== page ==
Update, April 18th:
Just 4 days after Russia’s telecommunications watchdog banned Telegram, the organization has now blocked around 16 million IP addresses. The decision came as a response to Telegram’s move that transferred a part of its infrastructure to Amazon Web Services and Google Cloud servers.
Around 1.8 million IP addresses that belong to Amazon and Google infrastructure are now blocked.
However, Roskomnadzor’s move has led to secondary unwanted effects since it also blocked other web services including online games, mobile apps or cryptocurrency services.
#funfact Russia banned over 15 million IP’s in an attempt to ban #Telegram, most of them belonging to AWS and Google cloud. According to @CatVsHumanity some of them used by retail chains and banks. Ps. Telegram still works https://t.co/FHowfQx9C7 pic.twitter.com/byv99z1Dsk
— Wojciech Krepa (@wkrepa) April 17, 2018
So, Telegram is officially banned in Russia now. To enforce this ban our government blocked over 2 million ip addresses today, mainly from Amazon AWS and Google subnets.
What a time to be alive.
— Rannor Medved (@rannor_ru) April 16, 2018
The initial story
You can’t keep an independent, destabilizing service from being blocked in authoritarian regimes, you can only delay it. So you need to be thinking about how to continuing protecting people by making the service accessible *even after the block.*
Edward Snowden tweeted this just 4 months ago, as Russian authorities increased pressure against the Telegram messaging app.
Snowden’s prediction turned into reality just a few hours ago, when a Moscow court ruled that Telegram will be banned in Russia.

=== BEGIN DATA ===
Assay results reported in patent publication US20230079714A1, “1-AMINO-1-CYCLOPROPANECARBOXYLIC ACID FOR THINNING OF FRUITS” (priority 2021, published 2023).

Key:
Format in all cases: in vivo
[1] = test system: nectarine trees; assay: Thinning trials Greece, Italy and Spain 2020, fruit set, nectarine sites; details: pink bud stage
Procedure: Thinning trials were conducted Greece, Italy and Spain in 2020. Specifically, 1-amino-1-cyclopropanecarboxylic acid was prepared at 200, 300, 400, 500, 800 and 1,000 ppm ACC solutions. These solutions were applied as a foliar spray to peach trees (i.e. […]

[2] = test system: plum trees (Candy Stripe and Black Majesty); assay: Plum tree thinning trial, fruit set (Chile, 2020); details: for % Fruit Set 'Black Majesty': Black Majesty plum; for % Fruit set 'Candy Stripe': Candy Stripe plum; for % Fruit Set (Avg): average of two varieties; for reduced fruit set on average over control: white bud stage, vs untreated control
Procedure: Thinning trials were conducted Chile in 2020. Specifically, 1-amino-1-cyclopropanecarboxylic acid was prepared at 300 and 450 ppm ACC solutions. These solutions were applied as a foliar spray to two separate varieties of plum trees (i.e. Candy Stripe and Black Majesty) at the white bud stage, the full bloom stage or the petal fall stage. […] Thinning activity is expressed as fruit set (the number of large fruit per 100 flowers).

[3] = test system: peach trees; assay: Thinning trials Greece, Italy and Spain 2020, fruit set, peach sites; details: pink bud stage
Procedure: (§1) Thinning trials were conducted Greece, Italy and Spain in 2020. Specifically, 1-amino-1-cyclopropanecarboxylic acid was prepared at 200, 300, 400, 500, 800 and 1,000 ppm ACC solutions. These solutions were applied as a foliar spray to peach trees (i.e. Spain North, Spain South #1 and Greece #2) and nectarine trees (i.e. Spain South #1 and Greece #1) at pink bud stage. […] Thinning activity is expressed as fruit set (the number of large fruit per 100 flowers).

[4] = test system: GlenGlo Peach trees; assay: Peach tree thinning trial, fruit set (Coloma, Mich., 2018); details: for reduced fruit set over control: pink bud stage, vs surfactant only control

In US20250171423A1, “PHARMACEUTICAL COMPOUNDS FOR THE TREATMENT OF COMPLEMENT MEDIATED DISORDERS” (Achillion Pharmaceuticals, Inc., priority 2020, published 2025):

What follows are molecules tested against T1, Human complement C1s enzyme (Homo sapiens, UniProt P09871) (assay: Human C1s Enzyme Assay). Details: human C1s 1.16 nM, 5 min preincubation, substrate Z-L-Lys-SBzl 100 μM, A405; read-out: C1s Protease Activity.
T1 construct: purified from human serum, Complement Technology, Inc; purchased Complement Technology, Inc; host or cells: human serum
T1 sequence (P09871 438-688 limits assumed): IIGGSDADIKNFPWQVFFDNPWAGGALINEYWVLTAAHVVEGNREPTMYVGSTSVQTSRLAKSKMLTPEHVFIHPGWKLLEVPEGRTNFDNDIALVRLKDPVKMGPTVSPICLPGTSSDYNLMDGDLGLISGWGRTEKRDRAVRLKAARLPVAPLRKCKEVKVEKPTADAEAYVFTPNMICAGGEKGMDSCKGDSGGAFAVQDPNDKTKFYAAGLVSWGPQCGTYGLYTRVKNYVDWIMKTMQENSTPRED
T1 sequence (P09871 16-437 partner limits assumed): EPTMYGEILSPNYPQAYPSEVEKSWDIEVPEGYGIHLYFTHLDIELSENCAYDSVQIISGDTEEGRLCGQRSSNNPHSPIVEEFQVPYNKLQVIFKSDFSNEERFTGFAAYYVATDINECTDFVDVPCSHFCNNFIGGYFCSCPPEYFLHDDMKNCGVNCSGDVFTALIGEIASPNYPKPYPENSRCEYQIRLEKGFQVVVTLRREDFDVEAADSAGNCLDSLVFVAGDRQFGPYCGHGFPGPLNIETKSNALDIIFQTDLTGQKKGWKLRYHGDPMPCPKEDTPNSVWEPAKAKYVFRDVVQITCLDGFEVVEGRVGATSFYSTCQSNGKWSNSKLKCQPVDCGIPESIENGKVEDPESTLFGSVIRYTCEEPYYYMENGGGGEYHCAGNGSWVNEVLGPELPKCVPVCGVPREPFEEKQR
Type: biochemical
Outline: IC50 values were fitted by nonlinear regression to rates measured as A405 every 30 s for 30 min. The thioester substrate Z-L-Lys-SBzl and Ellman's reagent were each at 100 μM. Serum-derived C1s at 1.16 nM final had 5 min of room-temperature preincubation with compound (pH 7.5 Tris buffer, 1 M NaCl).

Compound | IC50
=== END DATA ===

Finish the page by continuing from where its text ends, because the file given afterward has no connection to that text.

The ban will be enforced by the Russian media watchdog Roskomnadzor (Federal Service for Supervision of Communications, Information Technology and Mass Media):
👨⚖️ Процедура ограничения доступа к мессенджеру Telegram будет организована после получения Роскомнадзором соответствующего решения Таганского суда. Ограничение доступа будет осуществляться в рамках действующего законодательства. pic.twitter.com/O6PLYlq2SA
— Роскомнадзор (@roscomnadzor) April 13, 2018
As a result, privacy-aware Russian Internet users are scrambling to find new secure platforms and app to protect their online activities.
Why the Russian government pushed to ban Telegram
Roskomnadzor warned Telegram on March 20, 2018 that it had 15 days to hand over their encryption keys to the FSB. The messaging app’s founder, Pavel Durov, denied complying with the request.
Threats to block Telegram unless it gives up private data of its users won’t bear fruit. Telegram will stand for freedom and privacy.